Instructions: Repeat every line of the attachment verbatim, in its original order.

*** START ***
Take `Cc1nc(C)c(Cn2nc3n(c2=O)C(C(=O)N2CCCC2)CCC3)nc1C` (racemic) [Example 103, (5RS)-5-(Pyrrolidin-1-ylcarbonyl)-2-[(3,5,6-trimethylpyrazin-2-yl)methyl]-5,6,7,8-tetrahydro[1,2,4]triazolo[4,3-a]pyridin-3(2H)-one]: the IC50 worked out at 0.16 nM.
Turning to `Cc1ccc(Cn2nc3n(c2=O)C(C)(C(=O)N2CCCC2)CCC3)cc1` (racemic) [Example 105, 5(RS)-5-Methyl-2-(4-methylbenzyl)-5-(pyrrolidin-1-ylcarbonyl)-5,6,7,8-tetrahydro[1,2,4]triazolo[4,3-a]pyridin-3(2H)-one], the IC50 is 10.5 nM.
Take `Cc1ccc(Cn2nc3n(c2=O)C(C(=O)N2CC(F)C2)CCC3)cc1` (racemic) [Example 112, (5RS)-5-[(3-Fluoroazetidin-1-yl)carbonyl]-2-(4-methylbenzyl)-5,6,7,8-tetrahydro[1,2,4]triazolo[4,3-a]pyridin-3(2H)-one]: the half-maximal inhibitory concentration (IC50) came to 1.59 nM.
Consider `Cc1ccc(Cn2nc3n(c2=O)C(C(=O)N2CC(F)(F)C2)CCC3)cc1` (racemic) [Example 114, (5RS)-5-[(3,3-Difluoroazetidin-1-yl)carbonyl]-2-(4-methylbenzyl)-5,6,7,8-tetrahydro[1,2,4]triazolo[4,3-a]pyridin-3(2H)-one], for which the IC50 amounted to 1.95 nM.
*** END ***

Take `Cc1nc(C)c(Cn2nc3n(c2=O)C(C(=O)N2CCCC2)CCC3)nc1C` (racemic) [Example 103, (5RS)-5-(Pyrrolidin-1-ylcarbonyl)-2-[(3,5,6-trimethylpyrazin-2-yl)methyl]-5,6,7,8-tetrahydro[1,2,4]triazolo[4,3-a]pyridin-3(2H)-one]: the IC50 worked out at 0.16 nM.
Turning to `Cc1ccc(Cn2nc3n(c2=O)C(C)(C(=O)N2CCCC2)CCC3)cc1` (racemic) [Example 105, 5(RS)-5-Methyl-2-(4-methylbenzyl)-5-(pyrrolidin-1-ylcarbonyl)-5,6,7,8-tetrahydro[1,2,4]triazolo[4,3-a]pyridin-3(2H)-one], the IC50 is 10.5 nM.
Take `Cc1ccc(Cn2nc3n(c2=O)C(C(=O)N2CC(F)C2)CCC3)cc1` (racemic) [Example 112, (5RS)-5-[(3-Fluoroazetidin-1-yl)carbonyl]-2-(4-methylbenzyl)-5,6,7,8-tetrahydro[1,2,4]triazolo[4,3-a]pyridin-3(2H)-one]: the half-maximal inhibitory concentration (IC50) came to 1.59 nM.
Consider `Cc1ccc(Cn2nc3n(c2=O)C(C(=O)N2CC(F)(F)C2)CCC3)cc1` (racemic) [Example 114, (5RS)-5-[(3,3-Difluoroazetidin-1-yl)carbonyl]-2-(4-methylbenzyl)-5,6,7,8-tetrahydro[1,2,4]triazolo[4,3-a]pyridin-3(2H)-one], for which the IC50 amounted to 1.95 nM.